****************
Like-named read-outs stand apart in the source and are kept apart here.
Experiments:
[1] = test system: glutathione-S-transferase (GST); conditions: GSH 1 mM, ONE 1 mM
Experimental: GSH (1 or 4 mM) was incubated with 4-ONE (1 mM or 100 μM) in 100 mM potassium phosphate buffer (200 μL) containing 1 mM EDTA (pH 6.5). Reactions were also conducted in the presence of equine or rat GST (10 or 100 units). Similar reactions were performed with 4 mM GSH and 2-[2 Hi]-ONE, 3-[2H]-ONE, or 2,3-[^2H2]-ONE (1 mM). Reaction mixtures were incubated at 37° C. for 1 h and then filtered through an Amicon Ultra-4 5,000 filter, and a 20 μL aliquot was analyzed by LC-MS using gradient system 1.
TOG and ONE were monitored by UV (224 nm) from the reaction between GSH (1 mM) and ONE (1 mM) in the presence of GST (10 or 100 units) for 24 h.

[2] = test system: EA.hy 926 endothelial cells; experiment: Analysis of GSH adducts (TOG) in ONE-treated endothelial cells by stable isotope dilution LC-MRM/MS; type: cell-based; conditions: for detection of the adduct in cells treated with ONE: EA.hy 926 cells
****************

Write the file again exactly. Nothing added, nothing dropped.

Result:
Like-named read-outs stand apart in the source and are kept apart here.
Experiments:
[1] = test system: glutathione-S-transferase (GST); conditions: GSH 1 mM, ONE 1 mM
Experimental: GSH (1 or 4 mM) was incubated with 4-ONE (1 mM or 100 μM) in 100 mM potassium phosphate buffer (200 μL) containing 1 mM EDTA (pH 6.5). Reactions were also conducted in the presence of equine or rat GST (10 or 100 units). Similar reactions were performed with 4 mM GSH and 2-[2 Hi]-ONE, 3-[2H]-ONE, or 2,3-[^2H2]-ONE (1 mM). Reaction mixtures were incubated at 37° C. for 1 h and then filtered through an Amicon Ultra-4 5,000 filter, and a 20 μL aliquot was analyzed by LC-MS using gradient system 1.
TOG and ONE were monitored by UV (224 nm) from the reaction between GSH (1 mM) and ONE (1 mM) in the presence of GST (10 or 100 units) for 24 h.

[2] = test system: EA.hy 926 endothelial cells; experiment: Analysis of GSH adducts (TOG) in ONE-treated endothelial cells by stable isotope dilution LC-MRM/MS; type: cell-based; conditions: for detection of the adduct in cells treated with ONE: EA.hy 926 cells